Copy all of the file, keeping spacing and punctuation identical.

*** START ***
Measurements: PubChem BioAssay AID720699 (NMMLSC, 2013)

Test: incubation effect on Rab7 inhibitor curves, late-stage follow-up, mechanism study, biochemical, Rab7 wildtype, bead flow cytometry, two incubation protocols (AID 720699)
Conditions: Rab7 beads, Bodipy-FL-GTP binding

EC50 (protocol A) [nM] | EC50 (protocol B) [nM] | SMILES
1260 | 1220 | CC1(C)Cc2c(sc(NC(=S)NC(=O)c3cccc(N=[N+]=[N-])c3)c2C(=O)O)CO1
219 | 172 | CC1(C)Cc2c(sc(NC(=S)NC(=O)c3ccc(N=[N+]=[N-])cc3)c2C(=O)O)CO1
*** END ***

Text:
Measurements: PubChem BioAssay AID720699 (NMMLSC, 2013)

Test: incubation effect on Rab7 inhibitor curves, late-stage follow-up, mechanism study, biochemical, Rab7 wildtype, bead flow cytometry, two incubation protocols (AID 720699)
Conditions: Rab7 beads, Bodipy-FL-GTP binding

EC50 (protocol A) [nM] | EC50 (protocol B) [nM] | SMILES
1260 | 1220 | CC1(C)Cc2c(sc(NC(=S)NC(=O)c3cccc(N=[N+]=[N-])c3)c2C(=O)O)CO1
219 | 172 | CC1(C)Cc2c(sc(NC(=S)NC(=O)c3ccc(N=[N+]=[N-])cc3)c2C(=O)O)CO1